Belkin Australia iPod & MP3 Control Backpack
- Stylish, protective, roomy and comfortable - what more do you want from a bag?
- The keypad strap forces blind operation.
The Belkin iPod & MP3 backpack does exactly what the name implies, with fair-to-middling effect. It might not be the ideal way to carry your iPod, but it definitely beats those fashion-tragic arm straps that joggers like to wear.
Price$ 129.95 (AUD)
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When it comes to flooding the market with gratuitous peripherals and accessories, the iPod is completely in a league of its own. The cute-yet-terrifying logo has been stamped on every product imaginable - from baby clothes to Nike sports kits - and its widespread proliferation has even spawned a new catchphrase ('the iPod ecosystem').
It was only a matter of time before someone released an iPod backpack, which is exactly what Belkin has called its latest creation. In a nutshell, it grants the wearer external access to their MP3s via a flexible keypad, allowing you to keep your handset safely zipped away. In addition, the bag has been designed to comfortably store all your electronic essentials in one place. Like the majority of iPod accessories, its merits are well designed... but hardly life changing.
The iPod backpack is a chunky piece of kit, presumably aimed at hikers who want to drown out the sound of nature with their favourite thumping beats. Your portable media player of choice plugs into a specially designed side pocket, which includes both an iPod connector and 3.5mm jack. Somewhat handily, your headphones connect separately to a socket on the bag's upper right shoulder strap.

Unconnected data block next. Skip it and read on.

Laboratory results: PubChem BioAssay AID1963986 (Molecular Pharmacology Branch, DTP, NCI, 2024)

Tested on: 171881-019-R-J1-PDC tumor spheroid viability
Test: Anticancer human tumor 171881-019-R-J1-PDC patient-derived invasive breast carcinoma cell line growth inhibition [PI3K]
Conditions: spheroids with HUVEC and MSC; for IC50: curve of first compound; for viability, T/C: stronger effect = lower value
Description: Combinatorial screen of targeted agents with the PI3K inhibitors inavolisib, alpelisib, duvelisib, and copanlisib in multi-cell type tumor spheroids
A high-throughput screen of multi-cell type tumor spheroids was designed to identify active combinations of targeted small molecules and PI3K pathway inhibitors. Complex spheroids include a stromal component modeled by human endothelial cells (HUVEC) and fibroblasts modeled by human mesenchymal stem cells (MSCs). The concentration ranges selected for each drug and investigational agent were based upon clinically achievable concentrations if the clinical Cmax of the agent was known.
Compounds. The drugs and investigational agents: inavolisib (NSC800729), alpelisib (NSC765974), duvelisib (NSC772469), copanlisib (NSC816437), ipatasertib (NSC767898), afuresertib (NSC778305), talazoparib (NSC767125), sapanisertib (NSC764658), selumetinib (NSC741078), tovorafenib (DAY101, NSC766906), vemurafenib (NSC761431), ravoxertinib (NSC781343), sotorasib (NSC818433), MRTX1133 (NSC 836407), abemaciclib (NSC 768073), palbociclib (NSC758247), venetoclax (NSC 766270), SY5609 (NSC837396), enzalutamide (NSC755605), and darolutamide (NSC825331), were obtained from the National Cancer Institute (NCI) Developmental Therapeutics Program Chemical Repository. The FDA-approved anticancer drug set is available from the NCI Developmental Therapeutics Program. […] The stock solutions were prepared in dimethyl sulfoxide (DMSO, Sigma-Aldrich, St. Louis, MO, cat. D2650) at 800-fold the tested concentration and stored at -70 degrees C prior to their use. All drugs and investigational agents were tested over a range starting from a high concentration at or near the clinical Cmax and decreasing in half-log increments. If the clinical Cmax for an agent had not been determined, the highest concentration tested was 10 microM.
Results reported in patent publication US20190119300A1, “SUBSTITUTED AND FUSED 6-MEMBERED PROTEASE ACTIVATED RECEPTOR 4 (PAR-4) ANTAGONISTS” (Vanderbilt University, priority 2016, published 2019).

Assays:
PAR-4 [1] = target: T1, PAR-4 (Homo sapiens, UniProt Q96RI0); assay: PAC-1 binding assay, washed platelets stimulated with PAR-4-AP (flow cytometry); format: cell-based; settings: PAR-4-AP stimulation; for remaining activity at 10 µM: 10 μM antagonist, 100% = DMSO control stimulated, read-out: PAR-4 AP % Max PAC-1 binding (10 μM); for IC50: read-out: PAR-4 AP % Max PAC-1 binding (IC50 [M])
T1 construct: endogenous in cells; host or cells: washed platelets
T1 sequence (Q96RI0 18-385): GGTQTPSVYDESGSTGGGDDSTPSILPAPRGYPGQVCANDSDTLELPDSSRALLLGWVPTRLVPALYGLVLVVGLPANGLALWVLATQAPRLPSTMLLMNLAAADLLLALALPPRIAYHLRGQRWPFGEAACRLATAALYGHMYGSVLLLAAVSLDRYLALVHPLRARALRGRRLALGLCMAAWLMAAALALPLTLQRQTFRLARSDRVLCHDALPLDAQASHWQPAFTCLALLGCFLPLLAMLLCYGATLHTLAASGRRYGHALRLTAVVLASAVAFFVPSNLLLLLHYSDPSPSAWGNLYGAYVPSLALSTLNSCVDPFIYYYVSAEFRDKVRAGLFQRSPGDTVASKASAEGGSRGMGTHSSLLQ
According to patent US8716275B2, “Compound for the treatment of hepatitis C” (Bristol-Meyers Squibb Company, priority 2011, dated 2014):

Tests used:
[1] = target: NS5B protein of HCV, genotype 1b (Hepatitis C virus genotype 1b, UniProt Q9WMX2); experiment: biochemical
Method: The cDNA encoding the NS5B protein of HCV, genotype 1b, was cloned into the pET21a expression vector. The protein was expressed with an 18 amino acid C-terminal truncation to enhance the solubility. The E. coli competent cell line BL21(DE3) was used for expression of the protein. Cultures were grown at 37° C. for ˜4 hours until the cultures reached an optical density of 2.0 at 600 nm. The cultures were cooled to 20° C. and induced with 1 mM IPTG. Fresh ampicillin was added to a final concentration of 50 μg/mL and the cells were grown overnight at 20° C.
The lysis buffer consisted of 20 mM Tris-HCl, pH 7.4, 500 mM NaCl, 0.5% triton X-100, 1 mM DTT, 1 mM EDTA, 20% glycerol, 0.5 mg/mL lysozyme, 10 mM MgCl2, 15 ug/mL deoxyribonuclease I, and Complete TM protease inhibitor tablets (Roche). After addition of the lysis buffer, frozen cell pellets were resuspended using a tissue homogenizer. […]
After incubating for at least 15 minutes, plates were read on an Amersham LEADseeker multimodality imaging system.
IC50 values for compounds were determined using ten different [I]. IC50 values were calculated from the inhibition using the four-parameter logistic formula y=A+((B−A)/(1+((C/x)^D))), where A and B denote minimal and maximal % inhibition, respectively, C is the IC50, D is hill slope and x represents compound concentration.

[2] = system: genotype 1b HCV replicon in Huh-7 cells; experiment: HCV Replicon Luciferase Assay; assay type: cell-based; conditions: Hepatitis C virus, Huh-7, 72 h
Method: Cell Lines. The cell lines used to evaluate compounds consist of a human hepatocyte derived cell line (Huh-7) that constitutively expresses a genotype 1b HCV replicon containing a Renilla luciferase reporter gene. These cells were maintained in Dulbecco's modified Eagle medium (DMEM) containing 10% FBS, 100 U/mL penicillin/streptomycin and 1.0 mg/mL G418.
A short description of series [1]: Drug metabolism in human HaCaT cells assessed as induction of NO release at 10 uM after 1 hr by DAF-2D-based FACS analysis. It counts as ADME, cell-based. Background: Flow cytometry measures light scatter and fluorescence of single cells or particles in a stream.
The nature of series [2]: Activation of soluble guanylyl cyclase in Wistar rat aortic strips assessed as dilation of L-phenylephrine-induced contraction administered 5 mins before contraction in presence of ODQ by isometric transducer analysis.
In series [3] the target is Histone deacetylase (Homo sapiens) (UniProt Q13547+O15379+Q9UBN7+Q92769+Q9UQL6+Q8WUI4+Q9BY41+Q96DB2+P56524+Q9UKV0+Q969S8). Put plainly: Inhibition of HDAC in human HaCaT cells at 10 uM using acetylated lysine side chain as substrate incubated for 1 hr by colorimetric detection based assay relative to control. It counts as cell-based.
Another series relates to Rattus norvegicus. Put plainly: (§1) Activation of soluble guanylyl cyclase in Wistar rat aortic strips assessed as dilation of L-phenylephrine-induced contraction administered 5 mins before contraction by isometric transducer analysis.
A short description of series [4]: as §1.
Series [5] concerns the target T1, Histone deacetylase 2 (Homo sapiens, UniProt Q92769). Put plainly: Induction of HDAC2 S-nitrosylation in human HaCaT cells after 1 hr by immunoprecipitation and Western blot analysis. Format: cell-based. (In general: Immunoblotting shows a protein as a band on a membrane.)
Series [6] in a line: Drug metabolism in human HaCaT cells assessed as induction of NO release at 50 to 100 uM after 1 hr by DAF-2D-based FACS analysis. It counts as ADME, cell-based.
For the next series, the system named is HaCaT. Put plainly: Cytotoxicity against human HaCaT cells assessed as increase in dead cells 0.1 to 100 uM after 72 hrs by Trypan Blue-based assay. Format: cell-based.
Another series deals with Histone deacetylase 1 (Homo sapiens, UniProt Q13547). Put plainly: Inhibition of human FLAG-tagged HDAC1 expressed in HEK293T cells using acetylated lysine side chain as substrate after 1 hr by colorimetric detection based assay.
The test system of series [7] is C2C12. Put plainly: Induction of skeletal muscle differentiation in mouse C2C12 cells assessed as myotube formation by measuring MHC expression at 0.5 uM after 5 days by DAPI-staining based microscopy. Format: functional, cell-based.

Naturally, selecting tracks and adjusting volume is achieved externally via the flexible keypad located just below the headphone outlet. Although the keypad is easily accessible while wearing the bag, there is no display to tell you what you're doing; which can make track management a hit-and-miss affair. Plus, for some reason the straps volume controls are only appear to be compatible with iPod players.
To test its hardiness, we packed the bag with left over eggs from Easter and proceeded to boot it around the office. Despite some Harry Kewell-style punishment, the chocolates remained mostly unbroken thanks to the bag's abundant padding. This not-very-scientific experiment amply demonstrates how well your valuables will be protected.
Amongst the assortment of pouches and compartments is a reinforced sleeve designed for laptop storage, which will fit most medium sized notebooks. For the truly tech-addicted, there are also two Velcro-lined pockets suitable for mobile phones. In fact, you could almost store an entire portable office in this bag, making it a smart choice for business travellers.
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First impression on unpacking the Q702 test unit was the solid feel and clean, minimalist styling.
For work use, Microsoft Word and Excel programs pre-installed on the device are adequate for preparing short documents.
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The screen was particularly good. It is bright and visible from most angles, however heat is an issue, particularly around the Windows button on the front, and on the back where the battery housing is located.
My first impression after unboxing the Q702 is that it is a nice looking unit. Styling is somewhat minimalist but very effective. The tablet part, once detached, has a nice weight, and no buttons or switches are located in awkward or intrusive positions.
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